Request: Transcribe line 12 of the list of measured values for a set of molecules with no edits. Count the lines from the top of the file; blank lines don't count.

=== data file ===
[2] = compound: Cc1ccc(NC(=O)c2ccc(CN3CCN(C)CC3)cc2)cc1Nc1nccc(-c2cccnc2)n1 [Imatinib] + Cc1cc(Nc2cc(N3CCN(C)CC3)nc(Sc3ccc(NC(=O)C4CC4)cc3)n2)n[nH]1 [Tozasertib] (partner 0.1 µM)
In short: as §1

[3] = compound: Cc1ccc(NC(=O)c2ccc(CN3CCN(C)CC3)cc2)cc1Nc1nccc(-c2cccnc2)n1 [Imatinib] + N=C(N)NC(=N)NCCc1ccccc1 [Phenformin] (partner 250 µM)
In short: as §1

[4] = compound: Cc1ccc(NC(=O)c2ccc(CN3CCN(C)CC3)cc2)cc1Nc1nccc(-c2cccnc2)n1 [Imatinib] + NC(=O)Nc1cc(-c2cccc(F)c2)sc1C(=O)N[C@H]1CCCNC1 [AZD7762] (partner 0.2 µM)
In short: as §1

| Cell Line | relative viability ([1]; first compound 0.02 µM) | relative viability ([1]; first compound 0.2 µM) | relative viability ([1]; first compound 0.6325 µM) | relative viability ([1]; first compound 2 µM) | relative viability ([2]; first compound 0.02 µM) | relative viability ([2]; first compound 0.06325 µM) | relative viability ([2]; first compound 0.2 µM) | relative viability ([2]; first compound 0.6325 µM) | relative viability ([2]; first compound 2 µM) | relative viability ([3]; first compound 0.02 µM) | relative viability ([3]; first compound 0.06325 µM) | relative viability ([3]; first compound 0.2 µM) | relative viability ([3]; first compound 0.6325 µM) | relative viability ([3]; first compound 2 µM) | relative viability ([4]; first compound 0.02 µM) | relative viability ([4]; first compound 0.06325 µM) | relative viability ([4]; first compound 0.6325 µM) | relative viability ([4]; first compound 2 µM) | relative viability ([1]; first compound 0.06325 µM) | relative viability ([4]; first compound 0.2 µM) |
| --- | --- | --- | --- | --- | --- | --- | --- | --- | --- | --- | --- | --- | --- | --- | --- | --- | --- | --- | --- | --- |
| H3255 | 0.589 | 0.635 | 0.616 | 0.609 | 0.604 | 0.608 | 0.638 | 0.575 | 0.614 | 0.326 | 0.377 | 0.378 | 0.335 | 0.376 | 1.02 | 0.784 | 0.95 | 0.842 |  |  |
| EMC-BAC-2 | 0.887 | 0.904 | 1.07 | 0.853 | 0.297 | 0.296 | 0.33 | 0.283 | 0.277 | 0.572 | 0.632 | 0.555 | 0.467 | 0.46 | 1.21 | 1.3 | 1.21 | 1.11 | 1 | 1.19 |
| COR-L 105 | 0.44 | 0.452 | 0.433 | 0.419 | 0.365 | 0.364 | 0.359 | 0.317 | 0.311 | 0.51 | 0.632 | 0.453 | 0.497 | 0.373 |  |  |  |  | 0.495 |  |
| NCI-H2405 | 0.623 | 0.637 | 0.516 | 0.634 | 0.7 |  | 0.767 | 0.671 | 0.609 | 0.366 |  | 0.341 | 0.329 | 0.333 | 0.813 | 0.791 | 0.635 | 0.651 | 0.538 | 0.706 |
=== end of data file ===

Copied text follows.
| NCI-H2405 | 0.623 | 0.637 | 0.516 | 0.634 | 0.7 |  | 0.767 | 0.671 | 0.609 | 0.366 |  | 0.341 | 0.329 | 0.333 | 0.813 | 0.791 | 0.635 | 0.651 | 0.538 | 0.706 |